Wales Heart Research Institute (WHRI)
Job opportunity: Post Doctoral Research Assistant
Location: The post is based at Cardiff Metropolitan University but the role involves working closely with the WHRI.
Role summary: To conduct research commensurate with post-doctoral level within microvesicles and cardiovascular biology and contribute to the overall research performance of Cardiff Metropolitan University. To carry out research leading to the publishing of work in high-quality journals and to contribute to submittal and running of research projects. To pursue excellence in research and to inspire others to do the same.
Closing date: 9 Aug 2019
Find out more and apply
Cardiovascular disease and its associated conditions are the biggest causes of death and disability in the UK. Common risk factors include smoking, lack of exercise, obesity, diabetes, family history, high blood pressure and ethnic background. A common theme for many of these conditions is vascular inflammation caused by immune activation.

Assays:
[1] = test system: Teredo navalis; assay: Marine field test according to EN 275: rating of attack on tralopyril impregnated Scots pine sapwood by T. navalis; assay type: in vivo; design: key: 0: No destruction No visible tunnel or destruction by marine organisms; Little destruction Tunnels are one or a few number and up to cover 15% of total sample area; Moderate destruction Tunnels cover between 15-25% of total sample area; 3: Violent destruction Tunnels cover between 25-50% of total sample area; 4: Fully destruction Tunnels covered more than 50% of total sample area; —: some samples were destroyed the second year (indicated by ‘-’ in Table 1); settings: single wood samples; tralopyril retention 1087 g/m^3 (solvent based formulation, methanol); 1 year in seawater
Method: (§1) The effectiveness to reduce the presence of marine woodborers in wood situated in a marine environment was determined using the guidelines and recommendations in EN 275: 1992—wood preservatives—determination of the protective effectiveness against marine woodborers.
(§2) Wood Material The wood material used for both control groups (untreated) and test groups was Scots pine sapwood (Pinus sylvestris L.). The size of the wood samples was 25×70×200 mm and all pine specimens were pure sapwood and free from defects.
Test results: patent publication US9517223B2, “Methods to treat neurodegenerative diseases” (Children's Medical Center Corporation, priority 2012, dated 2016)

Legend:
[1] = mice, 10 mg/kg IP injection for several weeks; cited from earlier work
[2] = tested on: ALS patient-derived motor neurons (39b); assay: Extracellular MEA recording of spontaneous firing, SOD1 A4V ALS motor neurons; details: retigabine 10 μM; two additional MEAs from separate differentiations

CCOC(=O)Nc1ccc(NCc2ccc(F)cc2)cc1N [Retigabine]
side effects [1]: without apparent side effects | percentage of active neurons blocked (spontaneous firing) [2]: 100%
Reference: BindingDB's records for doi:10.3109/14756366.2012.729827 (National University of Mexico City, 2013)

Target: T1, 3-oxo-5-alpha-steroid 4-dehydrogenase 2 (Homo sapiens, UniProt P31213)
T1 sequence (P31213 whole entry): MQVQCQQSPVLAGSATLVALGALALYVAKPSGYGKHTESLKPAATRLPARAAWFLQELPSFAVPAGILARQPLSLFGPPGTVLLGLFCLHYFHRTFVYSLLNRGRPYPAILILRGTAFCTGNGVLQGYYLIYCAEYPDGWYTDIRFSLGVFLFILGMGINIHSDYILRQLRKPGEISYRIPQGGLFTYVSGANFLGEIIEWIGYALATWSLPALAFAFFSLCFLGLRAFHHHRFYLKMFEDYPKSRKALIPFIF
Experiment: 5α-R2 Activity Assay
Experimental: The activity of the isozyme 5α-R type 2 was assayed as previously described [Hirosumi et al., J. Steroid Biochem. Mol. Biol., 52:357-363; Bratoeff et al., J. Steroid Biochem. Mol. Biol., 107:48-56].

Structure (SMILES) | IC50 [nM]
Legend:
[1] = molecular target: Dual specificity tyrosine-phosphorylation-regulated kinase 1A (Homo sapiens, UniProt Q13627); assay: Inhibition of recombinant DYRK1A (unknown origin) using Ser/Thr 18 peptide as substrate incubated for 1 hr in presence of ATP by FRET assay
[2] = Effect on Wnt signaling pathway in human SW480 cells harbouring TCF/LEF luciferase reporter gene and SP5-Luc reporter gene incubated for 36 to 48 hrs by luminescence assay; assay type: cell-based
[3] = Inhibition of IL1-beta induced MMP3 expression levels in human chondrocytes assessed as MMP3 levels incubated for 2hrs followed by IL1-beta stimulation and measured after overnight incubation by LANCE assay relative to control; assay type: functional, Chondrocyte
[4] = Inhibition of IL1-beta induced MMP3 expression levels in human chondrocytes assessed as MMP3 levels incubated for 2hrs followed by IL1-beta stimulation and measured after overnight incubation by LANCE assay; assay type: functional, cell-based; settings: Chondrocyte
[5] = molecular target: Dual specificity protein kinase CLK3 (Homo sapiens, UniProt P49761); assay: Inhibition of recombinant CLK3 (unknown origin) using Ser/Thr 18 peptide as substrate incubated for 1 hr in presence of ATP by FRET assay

Cardiff University hosts a number of research programmes in Cardiovascular research (totalling some £7.7M of active grants) and related areas, we also work closely with colleagues at Cardiff Metropolitan University and directly collaborate with the NHS through our links with Cardiff and Vale University Health Board.
The Sir Geraint Evans Fund for Cardiovascular Research exists within Cardiff University to support and enhance our efforts in these fields. The fund works through recruiting new group leads and training our basic scientists and clinicians through higher degrees and fellowships. The fund is managed by senior cardiovascular academic leads through the Wales Heart Research Institute Committee.
All donations are gratefully received.
Our research programmes are aimed at bettering our understanding of the mechanisms underlying the various forms of cardiovascular disease with the ultimate goal of improving patient outcomes through the development of better therapies.
Using model systems and patient/population based approaches, we conduct research that covers many of the key areas involved including:
- Vascular inflammation and the signals controlling this.